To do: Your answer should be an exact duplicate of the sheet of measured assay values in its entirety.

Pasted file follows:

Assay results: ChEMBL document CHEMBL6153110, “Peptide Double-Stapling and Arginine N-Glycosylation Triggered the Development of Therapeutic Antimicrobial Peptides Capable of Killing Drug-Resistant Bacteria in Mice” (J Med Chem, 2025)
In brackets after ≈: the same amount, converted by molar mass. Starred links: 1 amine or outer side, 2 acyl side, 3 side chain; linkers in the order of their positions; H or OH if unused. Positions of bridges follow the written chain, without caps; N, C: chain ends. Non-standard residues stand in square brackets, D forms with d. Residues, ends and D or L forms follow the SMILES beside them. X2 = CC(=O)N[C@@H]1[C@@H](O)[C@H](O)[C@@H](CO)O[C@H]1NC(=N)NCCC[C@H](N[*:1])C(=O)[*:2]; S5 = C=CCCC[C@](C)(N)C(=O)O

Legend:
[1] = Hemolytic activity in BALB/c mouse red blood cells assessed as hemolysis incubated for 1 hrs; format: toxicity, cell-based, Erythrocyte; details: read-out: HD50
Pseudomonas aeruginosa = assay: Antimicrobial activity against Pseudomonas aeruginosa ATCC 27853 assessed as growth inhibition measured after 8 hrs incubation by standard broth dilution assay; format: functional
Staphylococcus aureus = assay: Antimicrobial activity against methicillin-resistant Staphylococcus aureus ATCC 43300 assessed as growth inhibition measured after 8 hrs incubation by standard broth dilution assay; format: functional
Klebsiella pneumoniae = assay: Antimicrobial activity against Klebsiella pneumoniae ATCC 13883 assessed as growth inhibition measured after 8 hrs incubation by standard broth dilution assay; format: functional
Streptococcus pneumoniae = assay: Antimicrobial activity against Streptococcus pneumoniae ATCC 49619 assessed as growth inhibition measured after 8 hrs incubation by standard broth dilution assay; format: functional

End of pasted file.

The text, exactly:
Assay results: ChEMBL document CHEMBL6153110, “Peptide Double-Stapling and Arginine N-Glycosylation Triggered the Development of Therapeutic Antimicrobial Peptides Capable of Killing Drug-Resistant Bacteria in Mice” (J Med Chem, 2025)
In brackets after ≈: the same amount, converted by molar mass. Starred links: 1 amine or outer side, 2 acyl side, 3 side chain; linkers in the order of their positions; H or OH if unused. Positions of bridges follow the written chain, without caps; N, C: chain ends. Non-standard residues stand in square brackets, D forms with d. Residues, ends and D or L forms follow the SMILES beside them. X2 = CC(=O)N[C@@H]1[C@@H](O)[C@H](O)[C@@H](CO)O[C@H]1NC(=N)NCCC[C@H](N[*:1])C(=O)[*:2]; S5 = C=CCCC[C@](C)(N)C(=O)O

Legend:
[1] = Hemolytic activity in BALB/c mouse red blood cells assessed as hemolysis incubated for 1 hrs; format: toxicity, cell-based, Erythrocyte; details: read-out: HD50
Pseudomonas aeruginosa = assay: Antimicrobial activity against Pseudomonas aeruginosa ATCC 27853 assessed as growth inhibition measured after 8 hrs incubation by standard broth dilution assay; format: functional
Staphylococcus aureus = assay: Antimicrobial activity against methicillin-resistant Staphylococcus aureus ATCC 43300 assessed as growth inhibition measured after 8 hrs incubation by standard broth dilution assay; format: functional
Klebsiella pneumoniae = assay: Antimicrobial activity against Klebsiella pneumoniae ATCC 13883 assessed as growth inhibition measured after 8 hrs incubation by standard broth dilution assay; format: functional
Streptococcus pneumoniae = assay: Antimicrobial activity against Streptococcus pneumoniae ATCC 49619 assessed as growth inhibition measured after 8 hrs incubation by standard broth dilution assay; format: functional